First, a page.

Facebook is the first company to gain observer status with GNI, whose corporate members include Microsoft, Yahoo! and Google. Photo: AFP/Leon Neal
Facebook's privacy notice, which users of the social site might have seen as a status update masquerading in their news feeds in the last month, is a hoax.
There are several versions of the notice, all of them suggesting that by making a declaration that the user's content is protected is simply not true.
The myth-busting site Snopes.com debunked the viral status update on Monday, claiming that the disclaimer will not provide privacy protection on Facebook.
According to CBS News, the privacy notice posted at Slate read, "For those of you who do not understand the reasoning behind this posting, Facebook is now a publicly traded entity. Unless you state otherwise, anyone can infringe on your right to privacy once you post to this site."
"It is recommended that you and other members post a similar notice as this, or you may copy and paste this version. If you do not post such a statement once, then you are indirectly...allowing public use of items such as your photos and the information contained in your status updates," it added.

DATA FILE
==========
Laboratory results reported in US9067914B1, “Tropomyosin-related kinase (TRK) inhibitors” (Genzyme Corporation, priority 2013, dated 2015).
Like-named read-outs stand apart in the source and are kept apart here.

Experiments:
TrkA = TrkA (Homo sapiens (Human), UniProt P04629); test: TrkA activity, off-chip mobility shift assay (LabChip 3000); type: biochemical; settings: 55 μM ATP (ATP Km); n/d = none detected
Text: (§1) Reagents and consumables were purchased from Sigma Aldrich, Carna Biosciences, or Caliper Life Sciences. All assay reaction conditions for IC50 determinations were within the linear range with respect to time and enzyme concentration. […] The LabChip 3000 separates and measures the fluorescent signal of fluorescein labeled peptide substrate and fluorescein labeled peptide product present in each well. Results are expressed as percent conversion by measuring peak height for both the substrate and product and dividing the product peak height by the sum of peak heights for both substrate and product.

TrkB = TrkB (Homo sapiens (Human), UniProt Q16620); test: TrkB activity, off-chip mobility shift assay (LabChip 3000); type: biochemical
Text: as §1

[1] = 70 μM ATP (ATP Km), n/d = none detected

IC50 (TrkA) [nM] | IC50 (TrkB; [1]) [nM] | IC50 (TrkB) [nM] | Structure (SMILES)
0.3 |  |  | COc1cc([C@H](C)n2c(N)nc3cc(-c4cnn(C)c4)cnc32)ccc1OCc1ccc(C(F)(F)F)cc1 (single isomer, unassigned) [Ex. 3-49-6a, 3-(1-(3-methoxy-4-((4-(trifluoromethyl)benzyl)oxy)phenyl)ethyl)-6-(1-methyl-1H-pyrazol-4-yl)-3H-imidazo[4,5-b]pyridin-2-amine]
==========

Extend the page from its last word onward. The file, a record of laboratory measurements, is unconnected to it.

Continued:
Snopes makes two points: Facebook members must agree to the social network's legal terms before they can even create a profile and Facebook's status as a public company does not affect who the site is monitored.
The fact is that Facebook members own the intellectual property (IP) that is uploaded to the social network, but depending on their privacy and applications settings, users grant the social network "a non-exclusive, transferable, sub-licensable, royalty-free, worldwide license to use any IP content that you post on or in connection with Facebook (IP License)."
"[t]his IP License ends when you delete your IP content or your account unless your content has been shared with others, and they have not deleted it," Facebook confirmed.
While the social network does not technically own its members content, it has the right to use anything that is not protected with Facebook's privacy and applications settings. For instance, photos, videos and status updates set to public are fair game.s far as content rights between Facebook members go, it is learnt that it is against the social network's policy for users to infringe on each other's IP rights.